There are some meals that are so simple, yet they become so incredibly meaningful just because they spark off some long-lost memory that you didn’t even know you had. An Iraqi lamb and egg breakfast at Bait Al Baghdadi did that for me yesterday.
The eggs had been scrambled with salty minced lamb and chopped tomatoes, with the usual serving of fresh vegetables and pickled torshi on the side. I’m well aware that this is something you could easily whip up at home. But hear me out.
The meaty egg scramble was so delicate, it was almost like forking a tender tartare off of the plate. After every few bites of cottony scramble would dissipate in my mouth, I’d chew off an end of a raw spring onion or a peppery span of fresh rocket leaf, the pungency somewhat of a natural mouth cleanser, that would make the next bite of soft lamb and eggs taste new again, like the first bite—always the most alert and expectant bite—all over again.
At its core, the breakfast was nothing more than a muddy mess of eggs, lamb and tomatoes strung together with the faintest trace of oil, maybe a few specks of black pepper rising up from the warm toned hash below. But the saltiness and deep meatiness of the lamb pushed the dish over from something I was merely shovelling down my throat, into something that transported me back to eating breakfast in a village, in the middle of winter. It was such a specific sensory memory, I could almost feel the cold air prick the tip of my nose even though there was nothing but grey Dubai heat steps outside the restaurant entrance.
Yet, the memory was vague in location.
Did the flavours remind me of my mother’s Shiite hometown in India, where food was distributed to everyone in the gated religious town by the religious community chefs? Where the smell of oil and meat always lurked about in the morning air, ready to be tugged at and thrown into a hot industrial-sized frying pan? Or did it remind me of the ear-numbing cold that I had experienced as a child when visiting Iraq? Did it remind of Karbala, a place of which I have no memories except the biting winds that may or may not have whooshed the smells of a comforting meat and eggs scramble from an Iraqi home nearby, sealing them into my frozen constricted lungs, only to be thawed twenty years later? I don’t know. I couldn’t quite place what was making me so sentimental. But something about the rustic simplicity of the dish whisked me back in time, to a time my senses had still kept preciously bookmarked, but that my mind had shut away and replaced with revised volumes of adulthood.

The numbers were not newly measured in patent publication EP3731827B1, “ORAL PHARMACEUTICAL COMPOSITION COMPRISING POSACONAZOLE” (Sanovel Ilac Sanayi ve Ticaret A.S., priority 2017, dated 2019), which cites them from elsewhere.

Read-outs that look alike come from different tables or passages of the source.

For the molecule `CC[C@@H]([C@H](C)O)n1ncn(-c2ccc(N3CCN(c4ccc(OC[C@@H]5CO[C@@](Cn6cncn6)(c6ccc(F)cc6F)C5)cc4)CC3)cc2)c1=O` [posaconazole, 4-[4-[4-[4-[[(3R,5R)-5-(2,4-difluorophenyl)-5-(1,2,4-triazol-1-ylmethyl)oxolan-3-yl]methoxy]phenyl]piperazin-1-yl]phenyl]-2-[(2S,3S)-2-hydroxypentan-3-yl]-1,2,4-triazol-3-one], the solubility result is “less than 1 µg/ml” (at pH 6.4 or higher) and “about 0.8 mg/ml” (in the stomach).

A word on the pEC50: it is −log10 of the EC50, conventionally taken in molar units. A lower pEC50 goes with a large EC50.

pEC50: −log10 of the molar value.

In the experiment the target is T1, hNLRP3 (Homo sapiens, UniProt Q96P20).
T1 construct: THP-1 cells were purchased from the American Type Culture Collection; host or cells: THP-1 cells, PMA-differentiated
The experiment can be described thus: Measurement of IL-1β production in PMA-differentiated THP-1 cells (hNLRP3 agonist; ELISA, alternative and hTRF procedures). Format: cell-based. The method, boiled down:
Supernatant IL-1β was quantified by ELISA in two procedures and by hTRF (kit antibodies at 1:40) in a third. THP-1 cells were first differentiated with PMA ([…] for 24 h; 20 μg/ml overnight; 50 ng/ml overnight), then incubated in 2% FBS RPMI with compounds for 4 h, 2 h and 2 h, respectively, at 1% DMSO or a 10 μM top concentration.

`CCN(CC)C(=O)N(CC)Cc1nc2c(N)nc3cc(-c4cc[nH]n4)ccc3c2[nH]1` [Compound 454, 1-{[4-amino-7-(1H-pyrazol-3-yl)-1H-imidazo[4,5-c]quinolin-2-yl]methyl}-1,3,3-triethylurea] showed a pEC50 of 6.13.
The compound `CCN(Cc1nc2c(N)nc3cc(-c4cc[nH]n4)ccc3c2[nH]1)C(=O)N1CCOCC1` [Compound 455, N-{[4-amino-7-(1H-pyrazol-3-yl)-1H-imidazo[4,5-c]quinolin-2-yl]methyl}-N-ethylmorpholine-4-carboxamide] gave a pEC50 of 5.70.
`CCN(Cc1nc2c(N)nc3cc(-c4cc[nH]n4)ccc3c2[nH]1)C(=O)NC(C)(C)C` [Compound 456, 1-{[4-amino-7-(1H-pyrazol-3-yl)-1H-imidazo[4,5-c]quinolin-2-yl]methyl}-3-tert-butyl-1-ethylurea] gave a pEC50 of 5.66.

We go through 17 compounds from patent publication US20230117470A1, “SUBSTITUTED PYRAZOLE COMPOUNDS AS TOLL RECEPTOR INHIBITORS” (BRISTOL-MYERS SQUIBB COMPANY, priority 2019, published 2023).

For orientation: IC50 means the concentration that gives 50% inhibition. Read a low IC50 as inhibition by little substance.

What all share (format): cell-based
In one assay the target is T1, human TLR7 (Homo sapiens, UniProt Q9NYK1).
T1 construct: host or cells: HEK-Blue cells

I don’t know if the dish would move you the way it transported me. It may not. It may just be an ordinary egg and lamb mash that you’d want to smash in my face for creating such a big brouhaha about. But here’s a dirty little secret about my blog: my opinions on this blog are as objective as are the childhood experiences, the homely meals, the family vacations, and decades of personal experience I wear as thick-rimmed spectacles over my taste buds.
One of the things most of us can’t do at home is the fresh baked bread peeled off the sides of their vertical tanoor. If a matron ran an iron over the moon, this is probably what it would look like, chewy in places, crispy in others, imprisoning victim air bubbles in certain poofy spots across its irregular hand tossed surface. That, together with cups of black Persian tea poured out of a grandmother teapot that must have blessed many a generation of tea cup in the restaurant, threw me astride a donkey that was plodding miles away from Dubai. I was no longer in a concrete cosmopolitan city, not checking my email with the bittersweet dread of a cyber schizophrenic who loves receiving email but hates responding to them, not screeching my head off about that nincompoop who nearly rammed into me without showing his blasted indicator lights. No, I was far away in some nameless rural village where it was cold and nippy and a plump motherly figure, who looked quite different from the mild-mannered wiry server who recommended the breakfast to me, slid a homey plate of lamb and egg hash in front of me.
It’s ironic that when I googled Iraqi breakfasts after my meal, I hit upon two kinds of results, one of which that spoke of breakfast in Iraq as a luxury. That’s not shocking. In a country that’s been torn up into shreds over waves of brutal cross-border and internal sectarian violence, you’d be far more worried about whether your neighbourhood is going to be bombed into a ground zero paste than whether you can get your morning eggs and lamb smeared out in the perfect little pâte that I ate yesterday. The second set of results was arguably even more morose, with references to the Iraqi conflict during BBC’s Breakfast Show. By the time I found a few ‘relevant’ results dealing with real Iraqi breakfasts, the whole search felt stupidly indulgent and irrelevant.
One thing is for sure, that you can’t take even simple things like lamb and eggs, fresh baked bread, pretty Barbie-shaped glasses of orange-black tea for granted. Personally, and admittedly very selfishly, I’m just glad that Dubai is—whether consciously or not—preserving culinary traditions of ancient cities in the Middle East, to whatever mutated extent a cosmopolitan city importing culture can preserve.
(I’ve explored Iraqi masqouf at Bait Al Baghdadi earlier. If you’re into 2kg fishy giants, sink your hook into this.)
Al Bait Al Baghdadi Restaurant
On Al Muteena Street, Deira, Dubai
Phone: +971 (4) 273-7064
[They also have a branch in Sharjah, near Al Majaz Park. Phone: +971 (6) 559-8844]